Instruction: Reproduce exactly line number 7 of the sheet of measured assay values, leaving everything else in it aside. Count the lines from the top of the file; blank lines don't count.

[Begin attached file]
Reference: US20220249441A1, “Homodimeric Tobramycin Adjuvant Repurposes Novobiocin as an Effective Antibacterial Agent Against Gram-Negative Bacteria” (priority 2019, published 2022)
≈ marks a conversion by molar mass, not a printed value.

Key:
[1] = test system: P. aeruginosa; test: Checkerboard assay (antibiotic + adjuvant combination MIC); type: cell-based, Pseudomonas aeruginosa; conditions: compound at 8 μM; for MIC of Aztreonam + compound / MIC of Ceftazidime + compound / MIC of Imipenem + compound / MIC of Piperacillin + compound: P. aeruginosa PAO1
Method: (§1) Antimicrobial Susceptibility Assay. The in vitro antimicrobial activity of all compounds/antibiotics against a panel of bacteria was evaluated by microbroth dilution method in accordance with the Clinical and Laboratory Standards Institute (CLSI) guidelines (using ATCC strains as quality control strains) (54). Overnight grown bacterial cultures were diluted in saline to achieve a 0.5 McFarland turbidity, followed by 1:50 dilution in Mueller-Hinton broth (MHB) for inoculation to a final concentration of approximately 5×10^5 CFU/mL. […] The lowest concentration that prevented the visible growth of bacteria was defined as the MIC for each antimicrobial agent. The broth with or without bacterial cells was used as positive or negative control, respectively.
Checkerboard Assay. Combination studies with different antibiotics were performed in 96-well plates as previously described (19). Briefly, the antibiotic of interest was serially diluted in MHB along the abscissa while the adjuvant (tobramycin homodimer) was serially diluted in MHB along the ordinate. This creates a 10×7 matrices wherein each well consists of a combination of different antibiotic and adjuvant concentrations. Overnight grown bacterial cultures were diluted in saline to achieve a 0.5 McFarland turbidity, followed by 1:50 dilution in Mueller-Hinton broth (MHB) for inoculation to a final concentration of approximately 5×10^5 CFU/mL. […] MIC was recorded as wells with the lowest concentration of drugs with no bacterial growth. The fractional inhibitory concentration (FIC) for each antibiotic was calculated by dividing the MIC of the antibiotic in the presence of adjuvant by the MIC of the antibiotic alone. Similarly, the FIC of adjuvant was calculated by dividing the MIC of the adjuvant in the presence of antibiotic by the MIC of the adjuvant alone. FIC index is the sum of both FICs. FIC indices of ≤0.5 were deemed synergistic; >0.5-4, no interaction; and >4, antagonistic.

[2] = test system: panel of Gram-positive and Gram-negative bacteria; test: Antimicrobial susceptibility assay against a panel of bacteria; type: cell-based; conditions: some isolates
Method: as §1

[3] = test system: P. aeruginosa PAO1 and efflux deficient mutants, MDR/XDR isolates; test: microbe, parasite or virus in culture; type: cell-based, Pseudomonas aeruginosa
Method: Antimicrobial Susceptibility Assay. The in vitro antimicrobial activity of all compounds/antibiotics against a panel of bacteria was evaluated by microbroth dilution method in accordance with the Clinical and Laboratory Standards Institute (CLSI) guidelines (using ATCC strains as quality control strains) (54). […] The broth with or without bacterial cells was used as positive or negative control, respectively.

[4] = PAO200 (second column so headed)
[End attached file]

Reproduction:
[2] = test system: panel of Gram-positive and Gram-negative bacteria; test: Antimicrobial susceptibility assay against a panel of bacteria; type: cell-based; conditions: some isolates